98. Gerhart-Hines, Z.; Dominy, J.E.; Blättler, S.M.; Jedrychowski, M.P.; Banks, A.S.; Lim, J.-H.; Chim, H.; Gygi, S.P.; Puigserver, P. The cAMP/PKA Pathway Rapidly Activates SIRT1 to Promote Fatty Acid Oxidation Independently of Changes in NAD+. Mol. Cell 2011, 44, 851–863. [Google Scholar] [CrossRef]
  99. Saito, A.; Yoshimura, K.; Miyamoto, Y.; Kaneko, K.; Chikazu, D.; Yamamoto, M.; Kamijo, R. Enhanced and suppressed mineralization by acetoacetate and β-hydroxybutyrate in osteoblast cultures. Biochem. Biophys. Res. Commun. 2016, 473, 537–544. [Google Scholar] [CrossRef]
  100. Yamasaki, M.; Hasegawa, S.; Suzuki, H.; Hidai, K.; Saitoh, Y.; Fukui, T. Acetoacetyl-CoA synthetase gene is abundant in rat adipose, and related with fatty acid synthesis in mature adipocytes. Biochem. Biophys. Res. Commun. 2005, 335, 215–219. [Google Scholar] [CrossRef]
  101. Kim, J.H.; Kim, N. Regulation of NFATc1 in Osteoclast Differentiation. J. Bone Metab. 2014, 21, 233–241. [Google Scholar] [CrossRef]
  102. Cao, Q.; Zhang, J.; Liu, H.; Wu, Q.; Chen, J.; Chen, G.-Q. The mechanism of anti-osteoporosis effects of 3-hydroxybutyrate and derivatives under simulated microgravity. Biomaterials 2014, 35, 8273–8283. [Google Scholar] [CrossRef]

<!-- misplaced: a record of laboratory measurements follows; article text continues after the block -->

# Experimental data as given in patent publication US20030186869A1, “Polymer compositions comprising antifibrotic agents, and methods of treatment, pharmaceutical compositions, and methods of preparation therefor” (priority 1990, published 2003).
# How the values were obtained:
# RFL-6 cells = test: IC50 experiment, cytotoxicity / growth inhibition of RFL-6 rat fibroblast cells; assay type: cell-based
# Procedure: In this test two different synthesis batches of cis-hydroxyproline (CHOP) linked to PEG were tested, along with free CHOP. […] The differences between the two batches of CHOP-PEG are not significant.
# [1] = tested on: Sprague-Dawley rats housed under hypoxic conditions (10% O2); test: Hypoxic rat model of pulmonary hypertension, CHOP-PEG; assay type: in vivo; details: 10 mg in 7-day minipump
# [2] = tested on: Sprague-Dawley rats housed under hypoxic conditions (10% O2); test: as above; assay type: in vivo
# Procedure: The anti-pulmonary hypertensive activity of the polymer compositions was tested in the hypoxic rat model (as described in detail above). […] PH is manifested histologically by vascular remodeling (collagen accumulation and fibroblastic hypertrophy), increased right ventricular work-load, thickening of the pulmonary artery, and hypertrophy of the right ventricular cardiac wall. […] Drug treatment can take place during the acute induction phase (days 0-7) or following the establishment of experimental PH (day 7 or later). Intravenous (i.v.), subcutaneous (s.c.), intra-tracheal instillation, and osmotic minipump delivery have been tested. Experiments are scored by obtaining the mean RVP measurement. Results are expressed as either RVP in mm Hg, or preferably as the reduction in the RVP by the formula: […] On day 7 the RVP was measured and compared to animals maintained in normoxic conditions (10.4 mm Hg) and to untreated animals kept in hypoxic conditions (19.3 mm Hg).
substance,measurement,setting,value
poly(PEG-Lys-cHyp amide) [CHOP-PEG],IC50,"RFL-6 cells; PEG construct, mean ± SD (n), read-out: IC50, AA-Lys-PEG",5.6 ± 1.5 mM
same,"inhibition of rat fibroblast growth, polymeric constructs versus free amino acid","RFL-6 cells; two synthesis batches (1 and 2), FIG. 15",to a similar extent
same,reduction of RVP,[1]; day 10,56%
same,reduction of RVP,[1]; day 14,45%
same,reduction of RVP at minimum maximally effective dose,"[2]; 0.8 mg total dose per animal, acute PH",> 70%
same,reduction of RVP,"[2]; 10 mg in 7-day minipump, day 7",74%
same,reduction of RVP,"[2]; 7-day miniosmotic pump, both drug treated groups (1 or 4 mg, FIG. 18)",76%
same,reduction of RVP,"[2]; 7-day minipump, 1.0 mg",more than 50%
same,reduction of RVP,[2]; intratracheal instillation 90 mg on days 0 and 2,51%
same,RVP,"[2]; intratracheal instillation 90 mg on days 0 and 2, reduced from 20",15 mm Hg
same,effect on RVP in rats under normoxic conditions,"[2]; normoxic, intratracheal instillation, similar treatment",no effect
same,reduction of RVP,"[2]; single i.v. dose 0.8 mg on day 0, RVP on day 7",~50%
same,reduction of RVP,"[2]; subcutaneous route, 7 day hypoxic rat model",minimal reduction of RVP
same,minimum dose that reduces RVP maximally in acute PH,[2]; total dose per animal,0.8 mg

103. Wu, X.; Huang, Z.; Wang, X.; Fu, Z.; Liu, J.; Huang, Z.; Kong, G.; Xu, X.; Ding, J.; Zhu, Q. Ketogenic Diet Compromises Both Cancellous and Cortical Bone Mass in Mice. Calcif. Tissue Int. 2017, 101, 412–421. [Google Scholar] [CrossRef] [PubMed]
  104. Hartman, A.L.; Rubenstein, J.E.; Kossoff, E.H. Intermittent fasting: A “new” historical strategy for controlling seizures? Epilepsy Res. 2012, 104, 275–279. [Google Scholar] [CrossRef] [PubMed]
  105. Wang, X.; Liu, Q.; Zhou, J.; Wu, X.; Zhu, Q. β hydroxybutyrate levels in serum and cerebrospinal fluid under ketone body metabolism in rats. Exp. Anim. 2017, 66, 177–182. [Google Scholar] [CrossRef]
  106. Xu, X.; Ding, J.; Wu, X.; Huang, Z.; Kong, G.; Liu, Q.; Yang, Z.; Huang, Z.; Zhu, Q. Bone microstructure and metabolism changes under the combined intervention of ketogenic diet with intermittent fasting: An in vivo study of rats. Exp. Anim. 2019, 68, 371–380. [Google Scholar] [CrossRef]
  107. Ding, J.; Xu, X.; Wu, X.; Huang, Z.; Kong, G.; Liu, J.; Huang, Z.; Liu, Q.; Li, R.; Yang, Z.; et al. Bone loss and biomechanical reduction of appendicular and axial bones under ketogenic diet in rats. Exp. Ther. Med. 2019, 17, 2503–2510. [Google Scholar] [CrossRef]
  108. Wu, X.; Ding, J.; Xu, X.; Wang, X.; Liu, J.; Jiang, J.; Liu, Q.; Kong, G.; Huang, Z.; Yang, Z.; et al. Ketogenic diet compromises vertebral microstructure and biomechanical characteristics in mice. J. Bone Miner. Metab. 2019, 37, 957–966. [Google Scholar] [CrossRef]
  109. Liu, Q.; Xu, X.; Yang, Z.; Liu, Y.; Wu, X.; Huang, Z.; Liu, J.; Huang, Z.; Kong, G.; Ding, J.; et al. Metformin Alleviates the Bone Loss Induced by Ketogenic Diet: An In Vivo Study in Mice. Calcif. Tissue Int. 2019, 104, 59–69. [Google Scholar] [CrossRef]